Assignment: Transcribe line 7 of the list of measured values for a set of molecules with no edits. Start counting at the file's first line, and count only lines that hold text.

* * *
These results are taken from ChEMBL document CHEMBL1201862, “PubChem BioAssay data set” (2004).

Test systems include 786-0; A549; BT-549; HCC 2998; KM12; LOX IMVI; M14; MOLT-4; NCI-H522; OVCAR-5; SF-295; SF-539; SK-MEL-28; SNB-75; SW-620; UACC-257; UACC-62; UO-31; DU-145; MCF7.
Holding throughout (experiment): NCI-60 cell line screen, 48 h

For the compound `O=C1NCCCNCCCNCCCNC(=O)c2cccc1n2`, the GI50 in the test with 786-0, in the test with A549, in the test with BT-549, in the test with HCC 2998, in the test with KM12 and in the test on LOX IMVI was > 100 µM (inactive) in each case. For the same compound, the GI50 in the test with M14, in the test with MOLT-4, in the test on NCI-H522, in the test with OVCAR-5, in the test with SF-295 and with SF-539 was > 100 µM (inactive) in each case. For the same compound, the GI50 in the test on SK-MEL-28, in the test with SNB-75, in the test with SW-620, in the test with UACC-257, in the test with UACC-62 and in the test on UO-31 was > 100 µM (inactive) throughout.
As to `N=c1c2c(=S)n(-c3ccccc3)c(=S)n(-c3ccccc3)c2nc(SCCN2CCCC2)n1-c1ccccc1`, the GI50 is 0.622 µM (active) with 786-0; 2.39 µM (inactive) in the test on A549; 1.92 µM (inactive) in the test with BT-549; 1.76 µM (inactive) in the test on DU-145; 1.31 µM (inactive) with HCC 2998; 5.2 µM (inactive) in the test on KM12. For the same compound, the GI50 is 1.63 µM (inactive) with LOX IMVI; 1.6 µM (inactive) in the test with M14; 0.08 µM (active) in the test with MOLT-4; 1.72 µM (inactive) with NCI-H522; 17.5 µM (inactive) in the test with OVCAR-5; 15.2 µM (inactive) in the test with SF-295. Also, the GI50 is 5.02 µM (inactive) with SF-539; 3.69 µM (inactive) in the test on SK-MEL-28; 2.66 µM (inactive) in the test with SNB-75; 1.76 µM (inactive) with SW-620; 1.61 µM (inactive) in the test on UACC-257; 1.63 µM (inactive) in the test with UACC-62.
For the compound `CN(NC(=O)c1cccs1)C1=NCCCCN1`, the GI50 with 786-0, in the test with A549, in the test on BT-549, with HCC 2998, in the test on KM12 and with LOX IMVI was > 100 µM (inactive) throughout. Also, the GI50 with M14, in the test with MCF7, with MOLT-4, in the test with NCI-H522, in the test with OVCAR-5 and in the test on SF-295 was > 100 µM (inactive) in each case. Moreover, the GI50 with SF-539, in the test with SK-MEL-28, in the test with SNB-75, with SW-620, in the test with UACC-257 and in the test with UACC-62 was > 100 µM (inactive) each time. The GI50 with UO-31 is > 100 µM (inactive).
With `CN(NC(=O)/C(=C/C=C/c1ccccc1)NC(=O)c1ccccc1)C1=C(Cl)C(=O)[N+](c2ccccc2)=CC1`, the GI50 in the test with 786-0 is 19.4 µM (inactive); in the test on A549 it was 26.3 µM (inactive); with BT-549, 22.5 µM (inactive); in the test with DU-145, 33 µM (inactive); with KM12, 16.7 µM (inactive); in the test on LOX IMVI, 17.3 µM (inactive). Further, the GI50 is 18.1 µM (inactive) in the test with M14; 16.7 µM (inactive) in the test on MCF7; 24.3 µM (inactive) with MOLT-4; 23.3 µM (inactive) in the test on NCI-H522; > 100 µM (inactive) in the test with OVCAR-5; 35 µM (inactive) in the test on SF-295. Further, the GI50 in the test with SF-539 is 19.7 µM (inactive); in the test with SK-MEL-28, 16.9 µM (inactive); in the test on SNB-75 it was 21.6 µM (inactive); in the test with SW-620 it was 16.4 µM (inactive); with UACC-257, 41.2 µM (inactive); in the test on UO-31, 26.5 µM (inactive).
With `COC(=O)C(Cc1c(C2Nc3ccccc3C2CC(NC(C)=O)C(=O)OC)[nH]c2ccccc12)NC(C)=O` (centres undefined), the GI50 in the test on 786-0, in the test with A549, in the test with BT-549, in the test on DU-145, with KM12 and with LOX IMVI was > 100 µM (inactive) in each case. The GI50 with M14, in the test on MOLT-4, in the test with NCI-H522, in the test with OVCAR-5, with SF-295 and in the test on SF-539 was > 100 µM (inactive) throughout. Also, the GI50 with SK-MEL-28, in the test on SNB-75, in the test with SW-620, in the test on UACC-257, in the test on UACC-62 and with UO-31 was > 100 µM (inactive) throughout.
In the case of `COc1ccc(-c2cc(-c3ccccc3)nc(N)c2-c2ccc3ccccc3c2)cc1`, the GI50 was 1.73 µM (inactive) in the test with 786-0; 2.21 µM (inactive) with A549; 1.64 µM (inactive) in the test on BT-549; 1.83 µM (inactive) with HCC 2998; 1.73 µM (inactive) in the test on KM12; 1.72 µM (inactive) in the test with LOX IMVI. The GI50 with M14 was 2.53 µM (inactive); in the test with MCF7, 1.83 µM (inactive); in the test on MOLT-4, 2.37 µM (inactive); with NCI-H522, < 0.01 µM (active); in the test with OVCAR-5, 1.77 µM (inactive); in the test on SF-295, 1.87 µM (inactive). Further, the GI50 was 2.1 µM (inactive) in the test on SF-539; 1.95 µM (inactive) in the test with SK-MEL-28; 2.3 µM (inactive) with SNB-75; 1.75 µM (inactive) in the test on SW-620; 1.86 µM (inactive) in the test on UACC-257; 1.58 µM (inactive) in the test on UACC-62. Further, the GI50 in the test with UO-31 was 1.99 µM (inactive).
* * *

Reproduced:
With `CN(NC(=O)/C(=C/C=C/c1ccccc1)NC(=O)c1ccccc1)C1=C(Cl)C(=O)[N+](c2ccccc2)=CC1`, the GI50 in the test with 786-0 is 19.4 µM (inactive); in the test on A549 it was 26.3 µM (inactive); with BT-549, 22.5 µM (inactive); in the test with DU-145, 33 µM (inactive); with KM12, 16.7 µM (inactive); in the test on LOX IMVI, 17.3 µM (inactive). Further, the GI50 is 18.1 µM (inactive) in the test with M14; 16.7 µM (inactive) in the test on MCF7; 24.3 µM (inactive) with MOLT-4; 23.3 µM (inactive) in the test on NCI-H522; > 100 µM (inactive) in the test with OVCAR-5; 35 µM (inactive) in the test on SF-295. Further, the GI50 in the test with SF-539 is 19.7 µM (inactive); in the test with SK-MEL-28, 16.9 µM (inactive); in the test on SNB-75 it was 21.6 µM (inactive); in the test with SW-620 it was 16.4 µM (inactive); with UACC-257, 41.2 µM (inactive); in the test on UO-31, 26.5 µM (inactive).